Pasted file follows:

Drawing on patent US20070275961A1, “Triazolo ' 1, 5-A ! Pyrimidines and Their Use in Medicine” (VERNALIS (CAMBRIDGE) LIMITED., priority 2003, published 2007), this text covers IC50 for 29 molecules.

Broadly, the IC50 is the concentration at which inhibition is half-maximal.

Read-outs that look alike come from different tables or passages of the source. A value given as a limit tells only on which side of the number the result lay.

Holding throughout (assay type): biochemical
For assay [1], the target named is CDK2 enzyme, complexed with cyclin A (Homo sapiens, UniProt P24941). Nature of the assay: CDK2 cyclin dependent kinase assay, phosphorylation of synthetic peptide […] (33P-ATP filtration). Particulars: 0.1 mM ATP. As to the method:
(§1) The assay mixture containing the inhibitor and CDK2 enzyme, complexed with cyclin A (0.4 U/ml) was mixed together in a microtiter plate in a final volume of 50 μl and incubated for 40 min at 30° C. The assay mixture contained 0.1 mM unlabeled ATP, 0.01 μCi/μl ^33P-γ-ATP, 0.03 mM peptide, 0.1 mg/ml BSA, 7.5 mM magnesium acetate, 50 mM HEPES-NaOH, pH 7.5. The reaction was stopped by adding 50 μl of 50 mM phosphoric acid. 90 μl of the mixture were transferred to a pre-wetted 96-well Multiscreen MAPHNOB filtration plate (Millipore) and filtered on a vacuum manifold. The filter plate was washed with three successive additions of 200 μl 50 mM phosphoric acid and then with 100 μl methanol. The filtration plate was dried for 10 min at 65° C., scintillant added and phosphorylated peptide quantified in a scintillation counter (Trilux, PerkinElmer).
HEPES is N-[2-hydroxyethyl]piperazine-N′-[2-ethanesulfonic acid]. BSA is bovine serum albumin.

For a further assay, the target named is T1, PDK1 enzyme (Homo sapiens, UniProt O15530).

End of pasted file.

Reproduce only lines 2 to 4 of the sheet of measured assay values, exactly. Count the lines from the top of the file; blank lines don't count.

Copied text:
Broadly, the IC50 is the concentration at which inhibition is half-maximal.

Read-outs that look alike come from different tables or passages of the source. A value given as a limit tells only on which side of the number the result lay.

Holding throughout (assay type): biochemical